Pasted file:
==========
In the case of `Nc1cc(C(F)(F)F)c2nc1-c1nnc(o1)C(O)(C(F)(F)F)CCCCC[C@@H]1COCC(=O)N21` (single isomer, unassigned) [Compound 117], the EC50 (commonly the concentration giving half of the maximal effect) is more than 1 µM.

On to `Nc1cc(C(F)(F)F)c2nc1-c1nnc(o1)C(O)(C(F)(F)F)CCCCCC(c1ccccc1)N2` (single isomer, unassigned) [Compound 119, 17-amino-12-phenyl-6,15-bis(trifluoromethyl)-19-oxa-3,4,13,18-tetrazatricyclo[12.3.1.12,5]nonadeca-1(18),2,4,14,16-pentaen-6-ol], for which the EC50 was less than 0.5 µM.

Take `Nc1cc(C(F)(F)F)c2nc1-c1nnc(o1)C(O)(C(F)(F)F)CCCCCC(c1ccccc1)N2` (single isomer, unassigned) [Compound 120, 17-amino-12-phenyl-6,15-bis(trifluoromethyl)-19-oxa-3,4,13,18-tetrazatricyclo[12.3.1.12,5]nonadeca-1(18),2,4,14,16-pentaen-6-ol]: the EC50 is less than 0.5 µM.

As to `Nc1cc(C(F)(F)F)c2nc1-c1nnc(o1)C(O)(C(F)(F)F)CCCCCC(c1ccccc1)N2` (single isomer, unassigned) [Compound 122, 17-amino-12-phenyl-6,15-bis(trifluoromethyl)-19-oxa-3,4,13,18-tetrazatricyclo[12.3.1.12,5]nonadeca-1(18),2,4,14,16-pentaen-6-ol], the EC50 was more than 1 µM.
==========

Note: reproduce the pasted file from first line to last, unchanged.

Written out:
In the case of `Nc1cc(C(F)(F)F)c2nc1-c1nnc(o1)C(O)(C(F)(F)F)CCCCC[C@@H]1COCC(=O)N21` (single isomer, unassigned) [Compound 117], the EC50 (commonly the concentration giving half of the maximal effect) is more than 1 µM.

On to `Nc1cc(C(F)(F)F)c2nc1-c1nnc(o1)C(O)(C(F)(F)F)CCCCCC(c1ccccc1)N2` (single isomer, unassigned) [Compound 119, 17-amino-12-phenyl-6,15-bis(trifluoromethyl)-19-oxa-3,4,13,18-tetrazatricyclo[12.3.1.12,5]nonadeca-1(18),2,4,14,16-pentaen-6-ol], for which the EC50 was less than 0.5 µM.

Take `Nc1cc(C(F)(F)F)c2nc1-c1nnc(o1)C(O)(C(F)(F)F)CCCCCC(c1ccccc1)N2` (single isomer, unassigned) [Compound 120, 17-amino-12-phenyl-6,15-bis(trifluoromethyl)-19-oxa-3,4,13,18-tetrazatricyclo[12.3.1.12,5]nonadeca-1(18),2,4,14,16-pentaen-6-ol]: the EC50 is less than 0.5 µM.

As to `Nc1cc(C(F)(F)F)c2nc1-c1nnc(o1)C(O)(C(F)(F)F)CCCCCC(c1ccccc1)N2` (single isomer, unassigned) [Compound 122, 17-amino-12-phenyl-6,15-bis(trifluoromethyl)-19-oxa-3,4,13,18-tetrazatricyclo[12.3.1.12,5]nonadeca-1(18),2,4,14,16-pentaen-6-ol], the EC50 was more than 1 µM.